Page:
Like most good things in life, yoga will only help you if you choose to let it help you. I came to The Hot Room at a time in my life where I was not taking care of myself physically, mentally, or emotionally. I thought I could compartmentalize everything into separate boxes, and I approached yoga with the same attitude. I spent MONTHS egotistically trying to push and pull my body into poses for the pure purpose of looking like I was strong and sexy and “mastering” yoga. David was the first one to actively challenge my approach. Instead of merely reciting the OHY manual, he would non-judgmentally walk around the room and work through specific poses with individuals – deepening not just their practice, but every practice in the room. It was through these gentle observations that I realized in my efforts to compartmentalize looking good on the outside, rather than work on the inside, I was coming at it all wrong. It was deeply humbling to realize that I had to go back to the very beginning – my breath.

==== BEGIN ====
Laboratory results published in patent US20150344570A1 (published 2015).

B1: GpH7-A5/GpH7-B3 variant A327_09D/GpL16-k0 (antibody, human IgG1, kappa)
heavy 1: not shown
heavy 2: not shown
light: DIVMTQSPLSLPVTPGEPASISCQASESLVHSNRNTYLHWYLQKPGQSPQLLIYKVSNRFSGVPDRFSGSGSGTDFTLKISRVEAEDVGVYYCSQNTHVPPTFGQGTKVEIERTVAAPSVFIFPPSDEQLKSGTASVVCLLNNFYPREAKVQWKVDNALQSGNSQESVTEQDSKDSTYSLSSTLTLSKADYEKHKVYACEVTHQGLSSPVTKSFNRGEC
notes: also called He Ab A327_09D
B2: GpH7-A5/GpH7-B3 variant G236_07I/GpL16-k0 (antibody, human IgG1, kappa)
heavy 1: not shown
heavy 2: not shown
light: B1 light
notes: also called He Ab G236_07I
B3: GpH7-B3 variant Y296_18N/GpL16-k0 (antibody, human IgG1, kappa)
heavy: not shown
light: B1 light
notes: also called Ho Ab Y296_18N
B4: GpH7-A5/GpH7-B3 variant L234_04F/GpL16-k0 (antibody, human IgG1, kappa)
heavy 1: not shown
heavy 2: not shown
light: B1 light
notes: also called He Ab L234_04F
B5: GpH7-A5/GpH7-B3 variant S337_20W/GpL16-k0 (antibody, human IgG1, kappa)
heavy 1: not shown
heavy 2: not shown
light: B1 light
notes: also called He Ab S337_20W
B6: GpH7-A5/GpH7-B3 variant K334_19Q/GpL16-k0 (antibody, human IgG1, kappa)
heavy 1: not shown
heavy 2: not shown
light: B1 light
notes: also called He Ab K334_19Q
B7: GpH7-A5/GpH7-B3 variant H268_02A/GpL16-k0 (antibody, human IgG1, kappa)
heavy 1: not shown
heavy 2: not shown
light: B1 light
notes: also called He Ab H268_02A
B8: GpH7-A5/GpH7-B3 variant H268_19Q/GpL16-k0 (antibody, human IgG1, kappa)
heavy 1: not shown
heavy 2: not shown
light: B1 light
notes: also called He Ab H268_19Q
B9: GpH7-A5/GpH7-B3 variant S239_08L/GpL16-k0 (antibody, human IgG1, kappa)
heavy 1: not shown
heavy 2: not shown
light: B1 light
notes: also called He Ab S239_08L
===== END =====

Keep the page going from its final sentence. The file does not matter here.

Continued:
Yoga has also taught me how to look foolish. I have a tremendous fear of failure. I would admiringly watch other yogis try on poses I was far too scared to attempt. Laurie was the first to help me overcome that hurdle. She didn’t just give me windows of time to play in vinyasa, she made me actually try ‘scary’ things like Bird of Paradise and Side Crow. She talked the entire class through the steps to make it less scary and warmly reminded us it was okay to fall on our butts. She gave me both the knowledge and courage to try new things as well as the grace to not mind if I looked foolish while trying.

As a hardcore introvert, I am easily intimidated by beautiful, talented people – so I was essentially scared of the entire THR team when I arrived. It took about a hundred classes to start emerging from my introverted turtle shell. When I finally did, however, I was amazed by the warmth with which I was met. Now, when Katie or Regan ask at the front desk how I’m doing, I know they’re not just being polite, they’re kind, genuine people who actually care.